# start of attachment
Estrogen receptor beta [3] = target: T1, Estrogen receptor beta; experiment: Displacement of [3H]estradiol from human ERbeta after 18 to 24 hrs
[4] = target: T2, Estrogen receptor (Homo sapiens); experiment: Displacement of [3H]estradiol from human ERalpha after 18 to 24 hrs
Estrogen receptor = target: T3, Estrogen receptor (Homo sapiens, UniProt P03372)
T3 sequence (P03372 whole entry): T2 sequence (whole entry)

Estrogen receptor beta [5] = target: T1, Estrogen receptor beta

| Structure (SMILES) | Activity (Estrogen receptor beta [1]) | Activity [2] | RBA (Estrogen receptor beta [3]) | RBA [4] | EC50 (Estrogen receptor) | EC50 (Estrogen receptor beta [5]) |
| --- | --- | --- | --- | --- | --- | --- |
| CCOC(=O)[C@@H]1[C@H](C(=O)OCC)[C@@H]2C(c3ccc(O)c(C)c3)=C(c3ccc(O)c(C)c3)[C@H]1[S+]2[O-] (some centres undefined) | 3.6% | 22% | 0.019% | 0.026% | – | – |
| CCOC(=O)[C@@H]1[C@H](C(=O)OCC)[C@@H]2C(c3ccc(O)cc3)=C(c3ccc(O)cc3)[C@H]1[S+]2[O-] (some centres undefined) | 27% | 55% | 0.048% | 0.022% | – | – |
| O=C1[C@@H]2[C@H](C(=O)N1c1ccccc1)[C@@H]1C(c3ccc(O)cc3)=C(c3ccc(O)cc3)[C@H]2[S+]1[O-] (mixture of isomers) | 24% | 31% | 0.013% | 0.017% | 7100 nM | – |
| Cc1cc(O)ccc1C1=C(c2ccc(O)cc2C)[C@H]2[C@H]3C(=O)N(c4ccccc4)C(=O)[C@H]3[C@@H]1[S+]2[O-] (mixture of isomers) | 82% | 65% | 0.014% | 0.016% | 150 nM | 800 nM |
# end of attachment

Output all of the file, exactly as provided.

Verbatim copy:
Estrogen receptor beta [3] = target: T1, Estrogen receptor beta; experiment: Displacement of [3H]estradiol from human ERbeta after 18 to 24 hrs
[4] = target: T2, Estrogen receptor (Homo sapiens); experiment: Displacement of [3H]estradiol from human ERalpha after 18 to 24 hrs
Estrogen receptor = target: T3, Estrogen receptor (Homo sapiens, UniProt P03372)
T3 sequence (P03372 whole entry): T2 sequence (whole entry)

Estrogen receptor beta [5] = target: T1, Estrogen receptor beta

| Structure (SMILES) | Activity (Estrogen receptor beta [1]) | Activity [2] | RBA (Estrogen receptor beta [3]) | RBA [4] | EC50 (Estrogen receptor) | EC50 (Estrogen receptor beta [5]) |
| --- | --- | --- | --- | --- | --- | --- |
| CCOC(=O)[C@@H]1[C@H](C(=O)OCC)[C@@H]2C(c3ccc(O)c(C)c3)=C(c3ccc(O)c(C)c3)[C@H]1[S+]2[O-] (some centres undefined) | 3.6% | 22% | 0.019% | 0.026% | – | – |
| CCOC(=O)[C@@H]1[C@H](C(=O)OCC)[C@@H]2C(c3ccc(O)cc3)=C(c3ccc(O)cc3)[C@H]1[S+]2[O-] (some centres undefined) | 27% | 55% | 0.048% | 0.022% | – | – |
| O=C1[C@@H]2[C@H](C(=O)N1c1ccccc1)[C@@H]1C(c3ccc(O)cc3)=C(c3ccc(O)cc3)[C@H]2[S+]1[O-] (mixture of isomers) | 24% | 31% | 0.013% | 0.017% | 7100 nM | – |
| Cc1cc(O)ccc1C1=C(c2ccc(O)cc2C)[C@H]2[C@H]3C(=O)N(c4ccccc4)C(=O)[C@H]3[C@@H]1[S+]2[O-] (mixture of isomers) | 82% | 65% | 0.014% | 0.016% | 150 nM | 800 nM |